13th Week in Ordinary Time, Friday, Year I

In today’s readings we see the first steps of two connected legacies being assured. In the First Reading Sarah’s death and Abraham’s old age show a generation passing and the need to ensure a legacy of blessings for the generations to come. Abraham paves the way for his son Isaac, the inheritor and custodian of the promises of God, to marry and become a patriarch in his own right. His inheritance is not just material wealth; it is to transmit the faith and promises that the Lord made to Abraham, promises underway: a great nation, and a land to call their own. Isaac himself is the first sign of God fulfilling his promises.

In today’s Gospel Our Lord calls Matthew to be one of his apostles. Our Lord himself would be the one to definitively fulfill the promises made to Abraham: beyond the earthly promised land and simply biological progeny, Our Lord would become a blessing for all nations, gathering them in the Promised Land of Heaven for all eternity. The Apostles would be entrusted with this inheritance, including Matthew, and transmit it to future generations of believers: the Gospel.

Both Abraham and Matthew knew that if they turned back to their past they’d lose all the Lord had given them: Abraham was called out of the land of his birth and his kin in faith and insists that Isaac not return there for any reason. It’s as if doing so would be turning his back on the faith and promises that had taken him so far. Similarly, Matthew turned his back on sin and never looked back.

We are the inheritors of the Gospel too. Let’s transmit it to future generations as our legacy and never look back to the life we lived before we received it.

Readings: Genesis 23:1–4, 19, 24:1–8, 62–67; Psalm 106:1b–5; Matthew 9:9–13. See also St. Matthew, Apostle and Evangelist.



13th Sunday in Ordinary Time, Cycle A

Today’s readings remind us that the new life we’ve received in Christ, a new life we live even now as Christians, is not only due to Our Lord’s sacrifice on the cross, but is also a pattern of life that we should be following to engender new life.

In today’s First Reading an influential woman receives the promise of a son after showing hospitality to the prophet Elisha because he was a man of God. This woman saw something of God in Elisha, and that something moved her to invite Elisha to dine. She extended her hospitality expecting nothing in return. However, she didn’t limit her hospitality to just a few meals: she prepared a place for Elisha to stay when he was in town. Her hospitality and generosity were a sacrifice of her time and treasure for the sake of the Lord’s mission. Serving Elisha was serving the Lord too. With no children on the horizon she and her husband’s line were destined to come to an end. Through her selfless sacrifice she and her family received new life with the promise of a son.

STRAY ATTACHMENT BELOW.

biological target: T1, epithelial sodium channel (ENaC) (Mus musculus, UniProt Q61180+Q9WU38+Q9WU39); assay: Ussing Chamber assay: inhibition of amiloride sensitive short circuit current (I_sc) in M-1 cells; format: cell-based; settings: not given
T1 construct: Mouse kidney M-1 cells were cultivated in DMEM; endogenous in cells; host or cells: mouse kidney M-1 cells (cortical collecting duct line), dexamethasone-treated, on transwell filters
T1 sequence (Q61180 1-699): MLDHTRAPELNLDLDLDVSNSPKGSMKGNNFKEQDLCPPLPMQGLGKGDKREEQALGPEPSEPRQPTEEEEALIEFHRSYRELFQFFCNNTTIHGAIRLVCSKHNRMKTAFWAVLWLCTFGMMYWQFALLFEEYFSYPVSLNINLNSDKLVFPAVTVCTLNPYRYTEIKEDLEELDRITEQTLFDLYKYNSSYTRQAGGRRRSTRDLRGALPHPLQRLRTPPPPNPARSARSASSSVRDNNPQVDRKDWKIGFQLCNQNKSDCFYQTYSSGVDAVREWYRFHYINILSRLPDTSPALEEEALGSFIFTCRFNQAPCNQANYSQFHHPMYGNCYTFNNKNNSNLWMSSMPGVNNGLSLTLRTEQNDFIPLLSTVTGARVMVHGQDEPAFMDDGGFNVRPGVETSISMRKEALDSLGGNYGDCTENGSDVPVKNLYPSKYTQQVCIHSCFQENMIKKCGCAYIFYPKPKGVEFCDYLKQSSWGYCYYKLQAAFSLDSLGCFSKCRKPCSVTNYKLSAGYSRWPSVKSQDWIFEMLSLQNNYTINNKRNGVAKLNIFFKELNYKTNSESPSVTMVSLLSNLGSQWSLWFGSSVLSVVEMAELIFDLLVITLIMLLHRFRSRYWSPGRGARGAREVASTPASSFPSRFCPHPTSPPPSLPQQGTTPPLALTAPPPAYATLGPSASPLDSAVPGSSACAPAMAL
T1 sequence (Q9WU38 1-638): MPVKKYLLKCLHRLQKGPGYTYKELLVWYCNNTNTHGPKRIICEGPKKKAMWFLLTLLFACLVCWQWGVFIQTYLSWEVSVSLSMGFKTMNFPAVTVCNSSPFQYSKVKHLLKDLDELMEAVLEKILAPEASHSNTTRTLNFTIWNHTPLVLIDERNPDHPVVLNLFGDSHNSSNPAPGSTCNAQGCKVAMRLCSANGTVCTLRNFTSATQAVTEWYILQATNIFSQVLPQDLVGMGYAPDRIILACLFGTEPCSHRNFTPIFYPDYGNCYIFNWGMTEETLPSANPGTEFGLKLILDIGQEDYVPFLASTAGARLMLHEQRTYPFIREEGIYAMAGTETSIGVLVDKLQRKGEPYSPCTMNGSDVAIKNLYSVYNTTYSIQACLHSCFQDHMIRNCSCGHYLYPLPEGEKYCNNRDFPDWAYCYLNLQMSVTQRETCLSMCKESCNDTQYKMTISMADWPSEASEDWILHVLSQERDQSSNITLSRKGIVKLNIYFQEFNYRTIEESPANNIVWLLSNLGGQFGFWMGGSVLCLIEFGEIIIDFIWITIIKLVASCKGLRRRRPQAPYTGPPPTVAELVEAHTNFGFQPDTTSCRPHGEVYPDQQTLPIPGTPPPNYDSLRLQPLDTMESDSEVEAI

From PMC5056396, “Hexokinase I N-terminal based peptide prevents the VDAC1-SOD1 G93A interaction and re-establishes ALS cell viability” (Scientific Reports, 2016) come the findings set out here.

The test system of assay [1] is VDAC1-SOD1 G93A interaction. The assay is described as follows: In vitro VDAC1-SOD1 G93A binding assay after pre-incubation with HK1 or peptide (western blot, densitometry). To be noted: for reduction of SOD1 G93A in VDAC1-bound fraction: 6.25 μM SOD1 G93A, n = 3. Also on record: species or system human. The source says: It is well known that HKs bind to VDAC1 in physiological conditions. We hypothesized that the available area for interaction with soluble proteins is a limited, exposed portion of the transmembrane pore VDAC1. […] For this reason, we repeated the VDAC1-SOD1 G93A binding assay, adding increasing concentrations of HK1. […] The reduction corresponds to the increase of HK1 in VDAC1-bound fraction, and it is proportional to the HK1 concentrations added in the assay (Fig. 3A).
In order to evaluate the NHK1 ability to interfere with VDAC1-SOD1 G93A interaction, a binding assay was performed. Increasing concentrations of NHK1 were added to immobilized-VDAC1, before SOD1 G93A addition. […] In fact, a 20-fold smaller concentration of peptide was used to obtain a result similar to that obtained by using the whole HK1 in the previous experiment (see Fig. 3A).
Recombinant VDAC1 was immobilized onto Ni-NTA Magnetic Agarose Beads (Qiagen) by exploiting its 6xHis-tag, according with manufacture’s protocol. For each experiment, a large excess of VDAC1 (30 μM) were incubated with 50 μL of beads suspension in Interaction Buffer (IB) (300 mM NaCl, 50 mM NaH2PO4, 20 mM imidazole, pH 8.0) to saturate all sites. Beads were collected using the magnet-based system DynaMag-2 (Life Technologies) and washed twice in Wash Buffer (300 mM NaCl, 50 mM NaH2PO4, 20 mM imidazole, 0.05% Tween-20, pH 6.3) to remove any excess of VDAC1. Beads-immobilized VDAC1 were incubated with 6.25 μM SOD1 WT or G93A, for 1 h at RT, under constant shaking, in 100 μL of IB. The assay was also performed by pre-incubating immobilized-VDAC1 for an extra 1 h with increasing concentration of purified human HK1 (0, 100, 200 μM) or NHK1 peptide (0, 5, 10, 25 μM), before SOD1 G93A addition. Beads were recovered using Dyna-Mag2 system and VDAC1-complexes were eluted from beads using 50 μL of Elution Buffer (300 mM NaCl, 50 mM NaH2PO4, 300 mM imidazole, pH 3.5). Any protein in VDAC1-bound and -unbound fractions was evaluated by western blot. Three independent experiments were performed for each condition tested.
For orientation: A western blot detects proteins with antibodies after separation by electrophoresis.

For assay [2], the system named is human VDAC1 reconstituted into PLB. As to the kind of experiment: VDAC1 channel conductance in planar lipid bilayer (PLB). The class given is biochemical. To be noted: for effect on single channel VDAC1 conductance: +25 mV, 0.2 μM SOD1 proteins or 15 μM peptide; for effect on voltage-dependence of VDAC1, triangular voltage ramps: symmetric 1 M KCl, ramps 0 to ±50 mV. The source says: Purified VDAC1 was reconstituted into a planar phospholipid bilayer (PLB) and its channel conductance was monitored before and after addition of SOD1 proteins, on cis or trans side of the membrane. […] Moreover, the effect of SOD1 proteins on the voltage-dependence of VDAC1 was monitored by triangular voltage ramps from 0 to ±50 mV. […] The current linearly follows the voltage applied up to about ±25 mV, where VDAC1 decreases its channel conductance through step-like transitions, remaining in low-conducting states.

In today’s Second Reading Paul reminds us that it was sacrifice and death that brought us new life in Christ, and we must also sacrifice and die to ourselves so that Christ’s life may take hold of us and engender a new life. We speak of the “old man,” condemned to death due to original sin, as dying in baptism so that the new man, born in Christ through Baptism, may begin a new life. It doesn’t matter how old or how young you were when you received baptism; you were an “old man” in sin and were born of water and the Spirit through Baptism, making the old man perish and his sins, original or otherwise, along with him. This death and new life take place spiritually and sacramentally through Baptism, but one day, just as it did for Christ, it will take place for real: death awaits us all someday, but if we believe in Christ, new life awaits us too. Sin leads to death, so the more we deaden ourselves to sin, denying ourselves and sacrificing ourselves for others as Christ did, the more the new life in Christ can take hold of us and make our new lives flourish.

In today’s Gospel we see that hospitality to others is hospitality to Our Lord. The influential woman of today’s First Reading, by helping Elisha, helped the Lord and was blessed for her hospitality. Even today, as Our Lord reminds us, when we serve others, especially those who are serving the Lord, we are serving the Lord himself. He’s also very good at hiding in the people you’d least expect. True hospitality is not stingy. A guest knows when the host is doing the minimum to satisfy some social obligation or curry favor: skimping on the food and drinks, keeping the event brief, etc. Our Lord today invites the disciples to examine why they are serving others: are they really serving themselves in some way, trying to gain something for their service, or are they truly serving them because they serve the Lord? Our Lord warns us that we must take up our cross in serving others, and even lose our lives, but also promises that in the end he will take care of us too if we focus on caring for him through caring for others.

There are so many ways we can practice Christian hospitality, which in a way is synonymous with Christian charity. It’s not dinner parties (although it’s very gracious to organize them). It can be as simple as making a sandwich or some cookies for homeless people. It can be helping at a food kitchen, homeless shelter, clinic, or halfway house. It can be welcoming a scared young mother or foster child into your home who needs some stability and a safe place to stay. Big or small, you are not just loving the persons involved; you are loving Christ.

Readings: 2 Kings 4:8–11, 14–16a; Psalm 89:2–3, 16–19; Romans 6:3–4, 8–11; Matthew 10:37–42.